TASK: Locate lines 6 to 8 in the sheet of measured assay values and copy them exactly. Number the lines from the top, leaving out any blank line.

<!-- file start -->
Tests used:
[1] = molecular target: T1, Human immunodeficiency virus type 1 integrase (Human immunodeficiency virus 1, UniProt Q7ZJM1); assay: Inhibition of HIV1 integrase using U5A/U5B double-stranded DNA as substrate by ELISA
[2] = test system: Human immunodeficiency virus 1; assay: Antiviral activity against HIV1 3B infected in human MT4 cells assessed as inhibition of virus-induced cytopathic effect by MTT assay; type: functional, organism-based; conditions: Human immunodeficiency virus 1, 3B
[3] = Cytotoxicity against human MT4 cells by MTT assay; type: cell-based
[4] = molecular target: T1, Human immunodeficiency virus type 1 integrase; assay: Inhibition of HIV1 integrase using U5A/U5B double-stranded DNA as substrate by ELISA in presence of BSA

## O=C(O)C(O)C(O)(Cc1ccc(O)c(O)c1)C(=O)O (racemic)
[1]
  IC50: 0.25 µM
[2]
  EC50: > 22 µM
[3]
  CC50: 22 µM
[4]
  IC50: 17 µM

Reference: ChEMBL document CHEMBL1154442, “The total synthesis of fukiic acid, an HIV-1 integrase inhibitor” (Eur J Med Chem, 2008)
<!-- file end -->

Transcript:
## O=C(O)C(O)C(O)(Cc1ccc(O)c(O)c1)C(=O)O (racemic)
[1]
  IC50: 0.25 µM